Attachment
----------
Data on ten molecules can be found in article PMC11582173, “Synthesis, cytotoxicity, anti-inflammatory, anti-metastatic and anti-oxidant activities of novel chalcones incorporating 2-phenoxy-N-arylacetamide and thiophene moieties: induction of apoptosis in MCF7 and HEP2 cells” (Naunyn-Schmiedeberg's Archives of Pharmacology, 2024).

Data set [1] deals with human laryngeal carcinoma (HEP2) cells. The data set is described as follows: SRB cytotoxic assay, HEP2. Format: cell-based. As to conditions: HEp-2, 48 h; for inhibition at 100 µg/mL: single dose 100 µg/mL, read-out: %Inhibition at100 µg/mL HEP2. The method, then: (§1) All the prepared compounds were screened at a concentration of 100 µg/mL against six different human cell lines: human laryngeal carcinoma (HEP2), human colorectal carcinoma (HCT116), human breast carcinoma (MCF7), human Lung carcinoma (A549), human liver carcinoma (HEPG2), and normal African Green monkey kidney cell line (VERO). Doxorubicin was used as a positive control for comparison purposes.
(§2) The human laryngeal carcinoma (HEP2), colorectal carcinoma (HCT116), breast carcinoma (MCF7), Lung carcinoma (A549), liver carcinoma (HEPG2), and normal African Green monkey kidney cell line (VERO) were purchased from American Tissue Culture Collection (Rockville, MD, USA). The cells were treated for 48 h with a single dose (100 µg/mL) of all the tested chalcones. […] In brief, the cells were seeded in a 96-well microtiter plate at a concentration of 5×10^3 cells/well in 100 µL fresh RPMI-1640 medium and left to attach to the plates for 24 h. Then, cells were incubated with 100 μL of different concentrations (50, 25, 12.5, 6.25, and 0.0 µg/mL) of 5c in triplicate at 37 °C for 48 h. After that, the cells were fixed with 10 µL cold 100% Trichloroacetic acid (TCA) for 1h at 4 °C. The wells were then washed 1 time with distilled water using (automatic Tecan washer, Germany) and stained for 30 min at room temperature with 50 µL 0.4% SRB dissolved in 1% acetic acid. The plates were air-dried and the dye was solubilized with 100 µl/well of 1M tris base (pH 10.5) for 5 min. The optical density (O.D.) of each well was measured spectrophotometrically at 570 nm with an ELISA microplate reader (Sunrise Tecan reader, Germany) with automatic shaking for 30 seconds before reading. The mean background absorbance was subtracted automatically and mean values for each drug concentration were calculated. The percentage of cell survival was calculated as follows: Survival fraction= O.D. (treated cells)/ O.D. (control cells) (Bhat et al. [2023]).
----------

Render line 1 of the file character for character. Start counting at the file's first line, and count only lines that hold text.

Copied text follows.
Data on ten molecules can be found in article PMC11582173, “Synthesis, cytotoxicity, anti-inflammatory, anti-metastatic and anti-oxidant activities of novel chalcones incorporating 2-phenoxy-N-arylacetamide and thiophene moieties: induction of apoptosis in MCF7 and HEP2 cells” (Naunyn-Schmiedeberg's Archives of Pharmacology, 2024).